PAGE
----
Welcome to The Grambler, the most ill-informed blog you are ever likely to see.
Stewart was an amazing person - A wonderful husband, a fantastic brother, a loving son and an adored uncle. He was also a brilliant friend and colleague and is missed by so many people. His family are determined that his death will never be in vain and are doing their part to beat bowel cancer for good. We are fundraising for the Bobby Moore Fund which is part of Cancer Research UK and specialises in research into bowel cancer. If you wish to donate to the fund, you can via The Grambler’s Kick Cancer’s Backside (cancerresearchuk.org).
If you haven’t already done so, please read the article which appeared in the Daily Record and learn from Stewart’s story that you must never be complacent. It makes grim reading for us, his family, even though we were beside him throughout his ordeal, or battle; call it what you will. http://www.dailyrecord.co.uk/lifestyle/heartbroken-widow-geraldine-smith-raises-3452997
Stewart began writing The Grambler when he was between procedures and hoping for some form of recovery. He loved all aspects of football and was a lifelong Motherwell supporter. His wish was that The Grambler should continue after his death and I have been happy to oblige. Read on and enjoy…
We have had singing postmen and a singing nun. Have any other professions been so badly paid that the workers have had to augment their wages by taking on a career in show business in this way?
[The only one I can think of is the policeman who embarked on a second career of laughing, which doesn’t strike me as being much of a money spinner. - Ed.]
Now, you good people out there in gramblerland know that this insightful, hard-hitting blog often attempts to right wrongs... or is that wrong rights? No, I was right the first time. It tackles controversial subjects head on. [Are you talking about this blog? The blog you call the world's greatest ill-informed blog? - Ed.] Well, another 'trend' has caught my ire. And that trend is... toilet blocks. Sorry pardon excuse me what? No... not toilet blockages; toilet blocks - those things that hang inside a toilet bowl and provide a bit of a clean when you flush the loo.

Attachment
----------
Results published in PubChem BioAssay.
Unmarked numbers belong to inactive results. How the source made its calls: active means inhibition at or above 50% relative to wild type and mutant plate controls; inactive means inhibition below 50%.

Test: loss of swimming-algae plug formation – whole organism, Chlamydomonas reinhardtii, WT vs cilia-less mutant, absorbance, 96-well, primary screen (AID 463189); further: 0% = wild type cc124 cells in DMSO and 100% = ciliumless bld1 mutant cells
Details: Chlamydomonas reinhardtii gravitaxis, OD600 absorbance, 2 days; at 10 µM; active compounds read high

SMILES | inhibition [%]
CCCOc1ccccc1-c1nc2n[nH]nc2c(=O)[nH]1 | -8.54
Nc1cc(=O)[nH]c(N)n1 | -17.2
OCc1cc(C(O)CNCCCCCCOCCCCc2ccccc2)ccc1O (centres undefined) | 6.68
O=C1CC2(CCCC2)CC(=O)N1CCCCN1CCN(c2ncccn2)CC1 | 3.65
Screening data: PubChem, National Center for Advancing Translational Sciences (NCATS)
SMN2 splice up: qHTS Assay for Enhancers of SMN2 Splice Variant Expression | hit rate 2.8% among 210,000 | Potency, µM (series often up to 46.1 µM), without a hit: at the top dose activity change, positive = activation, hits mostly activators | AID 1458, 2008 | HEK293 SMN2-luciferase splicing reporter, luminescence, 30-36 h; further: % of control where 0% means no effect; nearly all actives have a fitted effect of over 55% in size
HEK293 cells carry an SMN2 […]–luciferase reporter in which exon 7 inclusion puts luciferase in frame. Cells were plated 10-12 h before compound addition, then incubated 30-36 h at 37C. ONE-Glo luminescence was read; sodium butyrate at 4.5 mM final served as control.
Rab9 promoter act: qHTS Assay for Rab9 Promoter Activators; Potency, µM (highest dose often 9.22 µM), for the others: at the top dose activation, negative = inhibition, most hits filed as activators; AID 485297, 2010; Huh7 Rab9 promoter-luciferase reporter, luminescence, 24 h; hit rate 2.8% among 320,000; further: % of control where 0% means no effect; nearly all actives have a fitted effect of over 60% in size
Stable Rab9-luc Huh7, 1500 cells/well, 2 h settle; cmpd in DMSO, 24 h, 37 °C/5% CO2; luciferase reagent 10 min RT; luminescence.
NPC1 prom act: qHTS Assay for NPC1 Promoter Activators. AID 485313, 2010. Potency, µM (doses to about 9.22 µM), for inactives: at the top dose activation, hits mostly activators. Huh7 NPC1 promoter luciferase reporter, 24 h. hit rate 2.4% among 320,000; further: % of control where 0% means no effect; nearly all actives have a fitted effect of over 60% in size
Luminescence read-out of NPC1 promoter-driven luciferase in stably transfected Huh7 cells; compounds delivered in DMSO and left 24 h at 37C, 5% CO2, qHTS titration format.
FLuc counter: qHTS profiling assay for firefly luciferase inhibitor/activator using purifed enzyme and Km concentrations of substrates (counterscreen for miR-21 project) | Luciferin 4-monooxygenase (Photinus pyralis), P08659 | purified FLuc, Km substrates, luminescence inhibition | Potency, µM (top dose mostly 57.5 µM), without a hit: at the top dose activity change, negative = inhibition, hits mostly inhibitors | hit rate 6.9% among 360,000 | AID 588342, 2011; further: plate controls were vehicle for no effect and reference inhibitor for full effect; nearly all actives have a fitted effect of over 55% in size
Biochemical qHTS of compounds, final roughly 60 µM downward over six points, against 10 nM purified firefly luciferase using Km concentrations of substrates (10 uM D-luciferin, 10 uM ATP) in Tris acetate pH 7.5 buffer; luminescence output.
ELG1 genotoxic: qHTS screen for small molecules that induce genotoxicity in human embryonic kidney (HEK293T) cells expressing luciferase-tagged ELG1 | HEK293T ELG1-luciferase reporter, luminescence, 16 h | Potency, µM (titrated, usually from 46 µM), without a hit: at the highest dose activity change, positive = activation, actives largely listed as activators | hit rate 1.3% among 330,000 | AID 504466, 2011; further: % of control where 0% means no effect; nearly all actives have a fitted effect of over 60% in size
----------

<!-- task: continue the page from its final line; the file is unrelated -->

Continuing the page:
Toilet blocks used to be very simple objects; a disc-like thing with a hole in it that hung on a wire inside the rim. I recall they had a strong but not unpleasant smell. (The same thing is still used in many gents urinals. They smell the same but look like pineapple chunks... I wouldn't recommend eating them, though. ) They worked the same way as all the current ones on the market by slowly dissolving to leave that fresh smell in the loo.
They also lasted a long time; sometimes months.
I think toilet block makers have realised that, much like the bars of soap I spoke of in a previous blog (See Post 481 - A shrinking gramble), large blocks take a long time to dissolve. They have come up with a brilliant wheeze to reduce that time from months to, not weeks, but what seems like days. What have they done? They have reduced the size to a quarter(ish) of the previous block, but to make you think you are not losing out, there are four blocks in a plastic holder that hangs over the rim. However, because of the size difference, they dissolve a lot quicker than the old type. Not only that, but the manufacturer can charge a heck of a lot more for the new ones. Ker-ching!
I can deal with all that. Not too happy to be paying the higher price, more often as well but, as I said, I can, and do, deal with it. What really annoys me though is that when you buy these toilet cleaners they come in a not insubstantial plastic holder. Each time the blocks dissolve, eye ee, frequently, this gets discarded. Why? We are constantly being reminded that plastics are bad for the environment, because they don't biodegrade, and yet here is an object that is quite solid and could easily be used over and over but instead, it is being thrown away.
Daft, Oi calls it.
I have a solution. [You bloody would have. - Ed.] It sounds pretty radical, but it is this... A disc-like toilet block with a hole through it that hangs over the rim on a piece of wire.
Let’s move on to the birthday honours, shall we? Were any famous or not so well-known individuals born on the 19th of August? Of course there were. Here are some that even I have heard of.
James Nasmyth 1808 - Engineer and inventor.
Fyfe Robertson 1902 - TV journalist.
Maurice Wilks 1904 - Automotive engineer. He is credited with designing the Land-Rover.
Patience Collier 1910 - Jobbing actress. Betsey Trotwood in David Copperfield (the 1974 TV adaptation).
Rose Heilbron 1914 - High court judge. The first female judge to sit at the Old Bailey.